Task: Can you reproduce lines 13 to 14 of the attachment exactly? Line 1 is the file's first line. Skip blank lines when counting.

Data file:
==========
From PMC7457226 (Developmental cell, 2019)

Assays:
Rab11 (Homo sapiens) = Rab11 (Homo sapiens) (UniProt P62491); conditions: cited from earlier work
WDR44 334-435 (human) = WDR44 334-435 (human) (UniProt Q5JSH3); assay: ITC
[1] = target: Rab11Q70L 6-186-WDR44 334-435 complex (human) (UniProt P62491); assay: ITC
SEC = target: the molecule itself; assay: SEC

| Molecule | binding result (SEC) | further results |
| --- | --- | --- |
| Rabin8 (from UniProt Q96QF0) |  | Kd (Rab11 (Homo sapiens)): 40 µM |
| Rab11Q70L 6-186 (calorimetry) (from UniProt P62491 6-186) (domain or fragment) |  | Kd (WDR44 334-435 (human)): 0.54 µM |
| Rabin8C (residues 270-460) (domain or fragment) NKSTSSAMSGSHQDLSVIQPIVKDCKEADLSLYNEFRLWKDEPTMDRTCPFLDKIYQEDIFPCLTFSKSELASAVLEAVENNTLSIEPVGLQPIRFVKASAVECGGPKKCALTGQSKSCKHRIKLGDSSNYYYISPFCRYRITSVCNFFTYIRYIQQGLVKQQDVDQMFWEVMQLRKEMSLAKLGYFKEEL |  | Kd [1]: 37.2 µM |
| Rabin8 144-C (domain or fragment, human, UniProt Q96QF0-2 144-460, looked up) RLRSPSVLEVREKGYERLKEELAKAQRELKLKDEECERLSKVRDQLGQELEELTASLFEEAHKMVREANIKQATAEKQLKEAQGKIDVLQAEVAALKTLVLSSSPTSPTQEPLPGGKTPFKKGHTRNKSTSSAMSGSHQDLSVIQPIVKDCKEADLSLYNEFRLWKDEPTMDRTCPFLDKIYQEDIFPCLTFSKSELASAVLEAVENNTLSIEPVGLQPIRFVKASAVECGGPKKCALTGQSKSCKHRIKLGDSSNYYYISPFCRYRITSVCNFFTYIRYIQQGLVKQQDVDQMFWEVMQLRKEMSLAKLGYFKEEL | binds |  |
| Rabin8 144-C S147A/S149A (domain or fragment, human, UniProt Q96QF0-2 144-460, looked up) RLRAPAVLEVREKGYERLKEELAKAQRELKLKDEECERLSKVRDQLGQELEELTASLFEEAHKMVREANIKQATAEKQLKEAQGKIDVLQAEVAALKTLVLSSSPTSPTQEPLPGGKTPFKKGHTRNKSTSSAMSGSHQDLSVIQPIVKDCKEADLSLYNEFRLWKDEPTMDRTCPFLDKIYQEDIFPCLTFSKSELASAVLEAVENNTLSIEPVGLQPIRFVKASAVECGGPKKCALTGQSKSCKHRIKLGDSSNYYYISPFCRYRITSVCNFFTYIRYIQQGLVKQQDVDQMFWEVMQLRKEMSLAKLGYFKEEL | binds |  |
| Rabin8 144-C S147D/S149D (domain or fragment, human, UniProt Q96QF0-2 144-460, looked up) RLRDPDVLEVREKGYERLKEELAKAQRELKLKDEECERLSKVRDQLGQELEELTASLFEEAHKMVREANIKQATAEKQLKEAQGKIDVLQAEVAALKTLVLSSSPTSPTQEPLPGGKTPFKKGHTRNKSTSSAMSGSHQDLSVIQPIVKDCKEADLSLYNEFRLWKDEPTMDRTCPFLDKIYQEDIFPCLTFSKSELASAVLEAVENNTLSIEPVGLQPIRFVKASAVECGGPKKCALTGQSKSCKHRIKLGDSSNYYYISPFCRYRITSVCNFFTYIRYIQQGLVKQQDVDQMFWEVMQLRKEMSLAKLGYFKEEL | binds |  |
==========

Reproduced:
| Rabin8 144-C S147A/S149A (domain or fragment, human, UniProt Q96QF0-2 144-460, looked up) RLRAPAVLEVREKGYERLKEELAKAQRELKLKDEECERLSKVRDQLGQELEELTASLFEEAHKMVREANIKQATAEKQLKEAQGKIDVLQAEVAALKTLVLSSSPTSPTQEPLPGGKTPFKKGHTRNKSTSSAMSGSHQDLSVIQPIVKDCKEADLSLYNEFRLWKDEPTMDRTCPFLDKIYQEDIFPCLTFSKSELASAVLEAVENNTLSIEPVGLQPIRFVKASAVECGGPKKCALTGQSKSCKHRIKLGDSSNYYYISPFCRYRITSVCNFFTYIRYIQQGLVKQQDVDQMFWEVMQLRKEMSLAKLGYFKEEL | binds |  |
| Rabin8 144-C S147D/S149D (domain or fragment, human, UniProt Q96QF0-2 144-460, looked up) RLRDPDVLEVREKGYERLKEELAKAQRELKLKDEECERLSKVRDQLGQELEELTASLFEEAHKMVREANIKQATAEKQLKEAQGKIDVLQAEVAALKTLVLSSSPTSPTQEPLPGGKTPFKKGHTRNKSTSSAMSGSHQDLSVIQPIVKDCKEADLSLYNEFRLWKDEPTMDRTCPFLDKIYQEDIFPCLTFSKSELASAVLEAVENNTLSIEPVGLQPIRFVKASAVECGGPKKCALTGQSKSCKHRIKLGDSSNYYYISPFCRYRITSVCNFFTYIRYIQQGLVKQQDVDQMFWEVMQLRKEMSLAKLGYFKEEL | binds |  |